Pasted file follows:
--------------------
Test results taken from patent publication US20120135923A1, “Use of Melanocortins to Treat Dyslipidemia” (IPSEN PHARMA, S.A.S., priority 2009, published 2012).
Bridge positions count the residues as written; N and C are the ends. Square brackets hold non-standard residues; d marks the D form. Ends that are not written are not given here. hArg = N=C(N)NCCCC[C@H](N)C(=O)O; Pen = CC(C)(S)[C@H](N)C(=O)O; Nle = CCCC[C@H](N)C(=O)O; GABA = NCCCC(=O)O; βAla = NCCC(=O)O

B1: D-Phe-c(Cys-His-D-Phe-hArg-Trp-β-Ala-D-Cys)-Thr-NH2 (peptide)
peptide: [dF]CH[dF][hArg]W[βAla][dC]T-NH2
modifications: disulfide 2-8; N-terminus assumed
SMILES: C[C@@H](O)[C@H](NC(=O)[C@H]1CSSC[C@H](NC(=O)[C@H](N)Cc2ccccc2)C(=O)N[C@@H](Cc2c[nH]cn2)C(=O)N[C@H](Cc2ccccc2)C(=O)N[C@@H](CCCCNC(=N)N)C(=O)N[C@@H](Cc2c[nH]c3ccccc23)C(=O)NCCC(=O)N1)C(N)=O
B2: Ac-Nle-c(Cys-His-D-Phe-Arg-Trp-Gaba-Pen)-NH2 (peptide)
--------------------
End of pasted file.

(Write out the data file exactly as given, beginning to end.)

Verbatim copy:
Test results taken from patent publication US20120135923A1, “Use of Melanocortins to Treat Dyslipidemia” (IPSEN PHARMA, S.A.S., priority 2009, published 2012).
Bridge positions count the residues as written; N and C are the ends. Square brackets hold non-standard residues; d marks the D form. Ends that are not written are not given here. hArg = N=C(N)NCCCC[C@H](N)C(=O)O; Pen = CC(C)(S)[C@H](N)C(=O)O; Nle = CCCC[C@H](N)C(=O)O; GABA = NCCCC(=O)O; βAla = NCCC(=O)O

B1: D-Phe-c(Cys-His-D-Phe-hArg-Trp-β-Ala-D-Cys)-Thr-NH2 (peptide)
peptide: [dF]CH[dF][hArg]W[βAla][dC]T-NH2
modifications: disulfide 2-8; N-terminus assumed
SMILES: C[C@@H](O)[C@H](NC(=O)[C@H]1CSSC[C@H](NC(=O)[C@H](N)Cc2ccccc2)C(=O)N[C@@H](Cc2c[nH]cn2)C(=O)N[C@H](Cc2ccccc2)C(=O)N[C@@H](CCCCNC(=N)N)C(=O)N[C@@H](Cc2c[nH]c3ccccc23)C(=O)NCCC(=O)N1)C(N)=O
B2: Ac-Nle-c(Cys-His-D-Phe-Arg-Trp-Gaba-Pen)-NH2 (peptide)